Manga, as we know and love it today, arguably started in 1946 with Osamu Tezuka’s first manga publication, Mainichi Shokokumin Shinbun, Ma-chan no Nikko (Ma-chan’s Diary). That isn’t because 1. I’ve read this, 2. It’s particularly influential, or 3. Because it’s particularly good. It’s because it is Tezuka’s, then just 17 years old, first manga ever published, a 4-koma newspaper strip about post-war occupied Japan, the kids just trying to find fun, and the adults just trying to settle their lives. Yes, the beginnings of manga today have to start with the God of Manga and the Godfather of Anime, Osamu Tezuka.
Though the first use of the word manga is believed to be in 1798 by Santo Kyoden, it is Tezuka that laid the groundwork for how manga continues to work to this day (that is, grueling schedules that risk the health of mangaka). He, mostly under that same system, wrote over 700 different titles ranging from epics (Astro Boy, Phoenix) to single-frame comics and, if you ask anyone in Japan, they will likely know who Osamu Tezuka is.
He influenced mangaka like Yoshihiro Tatsumi, Katsuhiro Otomo, Shotaro Ishinomori, Go Nagai, and Leiji Matsumoto, and animators like Rintaro, Osamu Dezaki, Yoshiaki Kawajiri, and Masao Murayama. Dezaki, his younger brother Satoshi, and Rintaro all got their start under Tezuka’s tutelage! It’s fair to say that, if you like any manga or anime, it was, in some way, influenced by Osamu Tezuka.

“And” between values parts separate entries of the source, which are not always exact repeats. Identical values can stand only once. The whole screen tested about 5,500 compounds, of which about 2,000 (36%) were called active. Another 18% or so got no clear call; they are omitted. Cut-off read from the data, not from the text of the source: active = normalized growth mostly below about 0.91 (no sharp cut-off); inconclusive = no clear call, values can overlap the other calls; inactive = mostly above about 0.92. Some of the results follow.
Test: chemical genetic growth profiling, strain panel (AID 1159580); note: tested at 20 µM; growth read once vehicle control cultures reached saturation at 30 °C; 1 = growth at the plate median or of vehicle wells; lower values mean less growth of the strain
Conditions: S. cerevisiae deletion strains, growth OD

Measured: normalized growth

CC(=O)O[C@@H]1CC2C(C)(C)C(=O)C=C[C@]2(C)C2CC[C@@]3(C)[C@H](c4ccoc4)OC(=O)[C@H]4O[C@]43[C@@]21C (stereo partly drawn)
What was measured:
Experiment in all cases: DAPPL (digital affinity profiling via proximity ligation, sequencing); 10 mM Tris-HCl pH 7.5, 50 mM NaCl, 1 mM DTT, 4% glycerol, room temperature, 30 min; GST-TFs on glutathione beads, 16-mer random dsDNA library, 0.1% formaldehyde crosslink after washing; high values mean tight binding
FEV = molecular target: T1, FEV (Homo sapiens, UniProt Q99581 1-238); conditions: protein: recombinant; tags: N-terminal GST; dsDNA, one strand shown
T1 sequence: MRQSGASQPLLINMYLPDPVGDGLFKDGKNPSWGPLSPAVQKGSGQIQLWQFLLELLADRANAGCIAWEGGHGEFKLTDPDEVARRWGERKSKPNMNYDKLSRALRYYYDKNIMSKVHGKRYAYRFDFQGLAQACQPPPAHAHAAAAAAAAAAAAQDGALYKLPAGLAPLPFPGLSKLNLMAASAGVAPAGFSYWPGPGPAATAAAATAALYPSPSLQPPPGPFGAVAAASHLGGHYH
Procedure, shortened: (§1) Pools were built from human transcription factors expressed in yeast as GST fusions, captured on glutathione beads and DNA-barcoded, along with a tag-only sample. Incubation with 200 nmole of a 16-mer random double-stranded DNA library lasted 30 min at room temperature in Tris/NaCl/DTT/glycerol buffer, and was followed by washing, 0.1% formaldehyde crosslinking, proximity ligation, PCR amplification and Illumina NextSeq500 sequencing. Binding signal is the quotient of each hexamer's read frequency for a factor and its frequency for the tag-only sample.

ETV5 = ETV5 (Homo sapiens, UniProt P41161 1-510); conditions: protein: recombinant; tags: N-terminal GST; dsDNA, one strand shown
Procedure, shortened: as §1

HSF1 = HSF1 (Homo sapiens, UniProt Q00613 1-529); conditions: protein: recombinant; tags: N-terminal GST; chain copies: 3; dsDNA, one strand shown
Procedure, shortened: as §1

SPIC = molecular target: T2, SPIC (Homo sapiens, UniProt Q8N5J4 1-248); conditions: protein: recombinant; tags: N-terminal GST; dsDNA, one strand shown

(The information in the above paragraphs were researched from Helen McCarthy’s The Art of Osamu Tezuka God of Manga and A Brief History of Manga. Check em out for a much more in depth look than I could do in a Panels post!)
I’ll admit that I’m far from a Tezuka expert, nor am I an versed on classic manga. But I do love what I’ve read, and I’ve read my fair share of Tezuka (Apollo’s Song, Barbara, MW, Princess Knight, Unico), but I’ve also read less Tezuka than is currently on my shelf. I’ve got my homework to do in the coming days (years??).
Now, manga may have started with Tezuka, but yokai (Japanese monsters, ghosts, and whatnot) stories begun with none other than Shigeru Mizuki. I’d defer to Zack Davisson’s expertise on Mizuki (he’s translated most, if not all, Mizuki’s manga available in English into the language for Drawn & Quarterly), but Mizuki’s 1960 manga GeGeGe no Kitaro brought yokai back into the public mind and it (or the zeitgeist it created) likely influenced manga like Kamisama Kiss and Natsume’s Book of Friends.
I know Mizuki not from Kitaro or NonNonBa, nor his biography of Adolf Hitler or history of the Showa Era in Japan (Japanese years are defined by the emperor followed by the year of his reign, which is where the Meiji Era / Meiji Restoration, a setting Rurouni Kenshin is famous for, came from. The Showa Era lands in Gregorian calendar years 1926–1989), but from his semi-autobiographical book from 1973, Onward Toward Our Noble Deaths. The manga details in “90 percent accuracy” Mizuki’s own experiences after being drafted into the Japanese Imperial Army and being sent to New Guinea, which led to the loss of his left arm in an air raid. Onward Toward Our Noble Deaths is the story of the death that surrounded Mizuki on the battlefield, and not just death from the allied forces, but from famine, thirst, disease, and even each other. Spliced with drawings of real photographs from the war, and ending with three pages of them, it is one of the most gruesome tales of World War II in comic form I can think of.